How to Avoid Bickering Over Who Does the Housework

Don't let this common area of conflict threaten your marital happiness.
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Sophie Caldecott
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Don't let this common area of conflict threaten your marital happiness.

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Art Credit: Stefany Alves

I always knew that building a good and lasting marriage would take a lot of hard work, but I thought that it was the big things—like infidelity or ideological differences—that threatened a marriage. On some level, I thought that because my fiancé and I were so insanely compatible it would be pretty easy to navigate our way to perpetual marital bliss.

But after two and a half years of marriage, I’ve realized that, while we were pre-armed to fight the big relationship killers, we still didn’t know how to handle the “little stuff”—like who does the housework. And, just like sweeping dirt under the carpet, if you don’t tackle those small issues head on, pretty soon they turn into a big deal.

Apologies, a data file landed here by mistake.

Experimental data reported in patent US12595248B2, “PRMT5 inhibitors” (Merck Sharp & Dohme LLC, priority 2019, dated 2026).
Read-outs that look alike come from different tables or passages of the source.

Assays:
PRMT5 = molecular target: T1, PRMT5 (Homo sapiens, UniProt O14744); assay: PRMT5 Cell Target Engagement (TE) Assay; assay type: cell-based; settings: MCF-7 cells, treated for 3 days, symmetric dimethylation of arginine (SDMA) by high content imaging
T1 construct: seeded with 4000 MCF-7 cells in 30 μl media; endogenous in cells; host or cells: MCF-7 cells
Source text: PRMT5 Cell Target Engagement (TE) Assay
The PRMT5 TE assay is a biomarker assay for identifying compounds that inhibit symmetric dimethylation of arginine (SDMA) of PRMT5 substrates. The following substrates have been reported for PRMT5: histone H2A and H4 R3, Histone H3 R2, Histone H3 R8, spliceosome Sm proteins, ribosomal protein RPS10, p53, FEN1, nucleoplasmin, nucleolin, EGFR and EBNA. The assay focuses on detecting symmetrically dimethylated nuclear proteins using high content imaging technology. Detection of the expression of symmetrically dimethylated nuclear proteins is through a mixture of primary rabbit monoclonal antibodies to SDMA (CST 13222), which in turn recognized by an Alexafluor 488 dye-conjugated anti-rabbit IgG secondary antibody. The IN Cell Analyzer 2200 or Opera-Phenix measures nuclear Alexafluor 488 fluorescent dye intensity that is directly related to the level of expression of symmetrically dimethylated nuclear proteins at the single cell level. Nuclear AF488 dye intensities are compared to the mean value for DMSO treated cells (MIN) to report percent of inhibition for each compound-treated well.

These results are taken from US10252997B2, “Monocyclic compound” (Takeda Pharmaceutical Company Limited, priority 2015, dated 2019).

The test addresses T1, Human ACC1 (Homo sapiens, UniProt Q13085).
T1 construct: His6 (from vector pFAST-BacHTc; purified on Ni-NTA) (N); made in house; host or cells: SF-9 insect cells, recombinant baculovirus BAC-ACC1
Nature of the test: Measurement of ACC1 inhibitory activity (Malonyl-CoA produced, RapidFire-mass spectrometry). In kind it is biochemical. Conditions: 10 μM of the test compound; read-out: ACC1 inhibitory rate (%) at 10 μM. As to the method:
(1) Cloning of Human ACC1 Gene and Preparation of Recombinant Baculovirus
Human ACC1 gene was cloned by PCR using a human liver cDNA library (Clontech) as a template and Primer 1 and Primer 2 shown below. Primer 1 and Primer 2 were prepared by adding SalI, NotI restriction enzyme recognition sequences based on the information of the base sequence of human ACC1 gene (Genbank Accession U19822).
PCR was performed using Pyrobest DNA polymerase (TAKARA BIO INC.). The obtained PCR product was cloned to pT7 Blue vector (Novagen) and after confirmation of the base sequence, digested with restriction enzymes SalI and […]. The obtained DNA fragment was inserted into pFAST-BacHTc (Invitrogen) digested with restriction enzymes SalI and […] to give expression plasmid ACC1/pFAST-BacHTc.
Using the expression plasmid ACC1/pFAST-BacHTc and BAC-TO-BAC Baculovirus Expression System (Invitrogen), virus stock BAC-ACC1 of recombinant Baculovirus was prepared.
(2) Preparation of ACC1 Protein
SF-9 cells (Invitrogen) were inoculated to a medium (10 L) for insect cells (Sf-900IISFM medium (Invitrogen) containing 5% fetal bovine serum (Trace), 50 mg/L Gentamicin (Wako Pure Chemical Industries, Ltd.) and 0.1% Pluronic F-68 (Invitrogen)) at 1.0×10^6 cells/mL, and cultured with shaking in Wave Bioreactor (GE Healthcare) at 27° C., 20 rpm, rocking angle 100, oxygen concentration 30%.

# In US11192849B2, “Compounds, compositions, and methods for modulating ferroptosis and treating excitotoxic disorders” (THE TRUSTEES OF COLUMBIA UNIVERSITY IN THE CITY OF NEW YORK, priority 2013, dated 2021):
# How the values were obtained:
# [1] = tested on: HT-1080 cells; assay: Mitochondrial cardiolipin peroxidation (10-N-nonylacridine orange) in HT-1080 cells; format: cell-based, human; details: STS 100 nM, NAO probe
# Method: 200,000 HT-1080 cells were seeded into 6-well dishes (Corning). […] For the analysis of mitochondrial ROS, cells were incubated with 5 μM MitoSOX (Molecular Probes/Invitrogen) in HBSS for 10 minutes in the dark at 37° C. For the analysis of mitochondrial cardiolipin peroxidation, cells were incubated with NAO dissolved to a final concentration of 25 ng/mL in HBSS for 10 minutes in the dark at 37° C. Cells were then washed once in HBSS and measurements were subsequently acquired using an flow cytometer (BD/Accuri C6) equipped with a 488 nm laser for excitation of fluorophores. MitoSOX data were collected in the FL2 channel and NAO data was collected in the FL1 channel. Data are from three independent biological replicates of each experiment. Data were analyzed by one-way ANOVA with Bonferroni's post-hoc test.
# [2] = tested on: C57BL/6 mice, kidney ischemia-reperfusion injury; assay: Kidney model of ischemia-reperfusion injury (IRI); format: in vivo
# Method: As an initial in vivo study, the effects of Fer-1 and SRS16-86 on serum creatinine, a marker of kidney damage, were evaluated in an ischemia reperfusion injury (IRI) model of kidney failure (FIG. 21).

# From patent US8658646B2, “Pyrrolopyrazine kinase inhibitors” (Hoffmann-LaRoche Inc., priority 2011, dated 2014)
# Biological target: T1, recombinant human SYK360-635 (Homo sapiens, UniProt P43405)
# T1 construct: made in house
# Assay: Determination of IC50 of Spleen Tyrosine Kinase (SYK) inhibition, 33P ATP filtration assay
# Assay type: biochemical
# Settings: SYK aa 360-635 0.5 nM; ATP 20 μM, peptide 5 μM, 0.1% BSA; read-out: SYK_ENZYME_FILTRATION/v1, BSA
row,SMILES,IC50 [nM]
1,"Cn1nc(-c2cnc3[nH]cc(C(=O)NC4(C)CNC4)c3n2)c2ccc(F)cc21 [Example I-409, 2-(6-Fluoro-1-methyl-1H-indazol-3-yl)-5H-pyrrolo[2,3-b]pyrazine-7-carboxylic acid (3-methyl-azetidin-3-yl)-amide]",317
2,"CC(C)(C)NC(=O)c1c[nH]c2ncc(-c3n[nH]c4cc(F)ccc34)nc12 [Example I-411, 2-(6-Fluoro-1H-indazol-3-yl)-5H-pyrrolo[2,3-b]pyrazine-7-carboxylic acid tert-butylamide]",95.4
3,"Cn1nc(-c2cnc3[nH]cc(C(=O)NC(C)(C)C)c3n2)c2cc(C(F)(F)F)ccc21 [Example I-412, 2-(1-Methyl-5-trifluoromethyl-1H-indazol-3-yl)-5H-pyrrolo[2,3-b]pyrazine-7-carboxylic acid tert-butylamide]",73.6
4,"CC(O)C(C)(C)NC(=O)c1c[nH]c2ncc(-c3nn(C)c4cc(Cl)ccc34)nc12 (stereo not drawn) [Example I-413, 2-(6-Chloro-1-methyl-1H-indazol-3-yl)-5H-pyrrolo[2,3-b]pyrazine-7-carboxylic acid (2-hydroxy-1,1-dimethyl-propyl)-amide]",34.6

It turns out a little thing like chores has a major impact on young married couples’ day-to-day happiness. According to one study, more than a quarter of young couples report that they argue about the housework several times a month. The question of housework is not just a simple question of who does what; it’s an issue rooted in communication. Tension around cleaning the house is most typically a result of adjusting to living with someone else and adapting to each other’s different habits, standards, and expectations.